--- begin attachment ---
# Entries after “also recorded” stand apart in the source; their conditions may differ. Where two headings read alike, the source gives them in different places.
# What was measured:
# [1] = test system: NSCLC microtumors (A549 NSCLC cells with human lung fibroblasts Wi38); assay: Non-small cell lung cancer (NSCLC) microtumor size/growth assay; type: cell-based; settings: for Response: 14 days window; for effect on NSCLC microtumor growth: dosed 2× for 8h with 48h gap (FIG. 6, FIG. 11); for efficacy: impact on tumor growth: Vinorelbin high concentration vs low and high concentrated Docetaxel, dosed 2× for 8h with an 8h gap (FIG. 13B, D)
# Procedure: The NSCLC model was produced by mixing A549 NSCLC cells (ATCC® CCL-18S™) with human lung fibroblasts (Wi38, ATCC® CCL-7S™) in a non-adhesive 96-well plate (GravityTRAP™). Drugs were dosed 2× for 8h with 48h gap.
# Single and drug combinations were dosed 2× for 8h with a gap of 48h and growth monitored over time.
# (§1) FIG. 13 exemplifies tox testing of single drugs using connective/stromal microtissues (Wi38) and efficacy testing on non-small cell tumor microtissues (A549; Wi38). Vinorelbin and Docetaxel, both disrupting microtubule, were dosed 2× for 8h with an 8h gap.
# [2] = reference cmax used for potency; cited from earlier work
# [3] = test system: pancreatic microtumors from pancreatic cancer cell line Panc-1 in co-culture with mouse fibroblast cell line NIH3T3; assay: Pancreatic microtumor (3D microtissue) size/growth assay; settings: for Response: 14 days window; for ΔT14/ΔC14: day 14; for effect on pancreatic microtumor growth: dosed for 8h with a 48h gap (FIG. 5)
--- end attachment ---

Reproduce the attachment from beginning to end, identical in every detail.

# Entries after “also recorded” stand apart in the source; their conditions may differ. Where two headings read alike, the source gives them in different places.
# What was measured:
# [1] = test system: NSCLC microtumors (A549 NSCLC cells with human lung fibroblasts Wi38); assay: Non-small cell lung cancer (NSCLC) microtumor size/growth assay; type: cell-based; settings: for Response: 14 days window; for effect on NSCLC microtumor growth: dosed 2× for 8h with 48h gap (FIG. 6, FIG. 11); for efficacy: impact on tumor growth: Vinorelbin high concentration vs low and high concentrated Docetaxel, dosed 2× for 8h with an 8h gap (FIG. 13B, D)
# Procedure: The NSCLC model was produced by mixing A549 NSCLC cells (ATCC® CCL-18S™) with human lung fibroblasts (Wi38, ATCC® CCL-7S™) in a non-adhesive 96-well plate (GravityTRAP™). Drugs were dosed 2× for 8h with 48h gap.
# Single and drug combinations were dosed 2× for 8h with a gap of 48h and growth monitored over time.
# (§1) FIG. 13 exemplifies tox testing of single drugs using connective/stromal microtissues (Wi38) and efficacy testing on non-small cell tumor microtissues (A549; Wi38). Vinorelbin and Docetaxel, both disrupting microtubule, were dosed 2× for 8h with an 8h gap.
# [2] = reference cmax used for potency; cited from earlier work
# [3] = test system: pancreatic microtumors from pancreatic cancer cell line Panc-1 in co-culture with mouse fibroblast cell line NIH3T3; assay: Pancreatic microtumor (3D microtissue) size/growth assay; settings: for Response: 14 days window; for ΔT14/ΔC14: day 14; for effect on pancreatic microtumor growth: dosed for 8h with a 48h gap (FIG. 5)